The transportation theme continues left to right chronologically in the second mural with the introduction of cars and motorised bikes. Taxis and rental motorbikes at the Frances Barnett Autobike Livery were now available for guests. The Hillman, Morris Traveller, Morris Minor, Ford Popular cars and a VW van all make an appearance as do the early Zündapp and Moybylette motor bikes.  Whereas in wall one, the sea dominates, in wall two Foster shows us that traffic has taken to the skies—above the horizon a flying boat, perhaps the Cavalier, comes in to land, as does a Constellation propeller plane from Eagle Airways. And a more modern jet plane flies over a more modern cruise ship.

Historical and social change is also of course reflected in costume and fashion. Foster has paid meticulous attention to this, particularly in wall one where he depicts bathers wearing early, cumbersome swim suits outside the bathhouses, which were a distinctive feature of Elbow Beach until they were destroyed in Hurricane Fabian in 2003. The sheer amount of clothing he has painted both men and women wearing as they lie on the beach, sit outside on patios, play tennis or golf (at one point Elbow Beach had its own golf course) is shocking to those who have experienced Bermuda’s fierce summer heat. How could the men bear to be in hats and suits, the women in long skirts and stockings while they danced to live band musicians, also formally dressed? The answer is that the tourist season was winter until after the Second World War when people began to flock to the island during the summer. During the 1920s and ’30s many guests came from the US for an escape from the prohibition of alcohol.  Foster playfully reveals this in the drunken, dissipated, albeit formally dressed, look of a few men—one figure has to be supported by his wife as he topples down some steps. Alcohol flows freely in the patio area on the left of the painting. In the centre, however, the Gosling’s wooden crate accompanying the driver of a horse and carriage for guests is filled with glass mineral water bottles, complete with their distinctive marble stoppers.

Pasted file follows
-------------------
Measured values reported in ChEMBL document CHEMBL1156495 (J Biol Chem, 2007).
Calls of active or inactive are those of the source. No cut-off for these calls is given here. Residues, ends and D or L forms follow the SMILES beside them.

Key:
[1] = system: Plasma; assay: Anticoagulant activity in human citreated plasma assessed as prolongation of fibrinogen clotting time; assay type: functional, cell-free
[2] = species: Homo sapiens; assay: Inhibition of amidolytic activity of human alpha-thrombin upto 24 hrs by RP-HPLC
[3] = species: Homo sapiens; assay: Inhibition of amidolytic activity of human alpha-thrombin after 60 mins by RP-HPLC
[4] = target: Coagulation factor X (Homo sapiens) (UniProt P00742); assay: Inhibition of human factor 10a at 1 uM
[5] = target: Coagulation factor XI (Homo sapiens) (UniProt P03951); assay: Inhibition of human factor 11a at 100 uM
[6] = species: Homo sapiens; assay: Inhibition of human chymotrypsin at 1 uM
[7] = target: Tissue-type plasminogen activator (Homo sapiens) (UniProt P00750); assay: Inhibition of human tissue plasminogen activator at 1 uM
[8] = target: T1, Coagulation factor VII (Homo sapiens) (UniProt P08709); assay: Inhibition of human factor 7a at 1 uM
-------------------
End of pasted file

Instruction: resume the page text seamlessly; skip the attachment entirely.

The second half of the mural starts on the left with the Second World War soldiers, many of whom were billeted at the hotel. A military staff car and jeep can be glimpsed entering the property. Perhaps because of the American influx and influence, the formality of the pre- Second-World-War period gave way to a freer lifestyle altogether which Foster clearly shows in wall two.  The guests are far more scantily dressed, especially on the beach where a young woman dressed in a bikini makes for the sea.  Sunbathing for the purpose of tanning is now acceptable. 

Entertainers are less formally but more colourfully dressed—the Talbot Brothers of course, as well the Gombeys, unique to Bermuda.


Naturally the mural shows key developments to the hotel so that in wall two a formal foyer replaces the former porch, while the addition of a swimming pool offers more water activities. And new cabanas overlooking the pool meant a different, less formal kind of accommodation. On the left of the second mural, the new Elbow Beach Surf Club, built in 1951, was for many years the headquarters of the North American College Weeks guests. They would crowd the hotel and sometimes get up to all kinds of mischief, such as catching a cow and keeping it in one of the rooms, an anecdote Foster heard from a former hotel employee and could not resist including in the mural.

Perhaps what is particularly noticeable in his work is Foster’s inclusion of workers, all contributing to the hotel’s success. The farmers have already been mentioned. There’s a man digging sand (wall one) to make cement, a woman working in the hotel receiving a fish, presumably to cook, a man carrying an ice block on his back,  another whitewashing the roof of the hotel. Foster also pays attention to the environment. In wall one, there’s not a kiskadee in sight because that bird was not introduced to Bermuda until 1957. Instead he paints a European goldfinch, a red bird and blue bird. In the second mural we can see the kiskadee as well as the yellow night-crowned herons introduced in the early 1970s.

Now open to the public, Foster’s mural will be an invaluable visual resource for history buffs, teachers and students who will be able to see a thousand historical details come to life in these two spaces.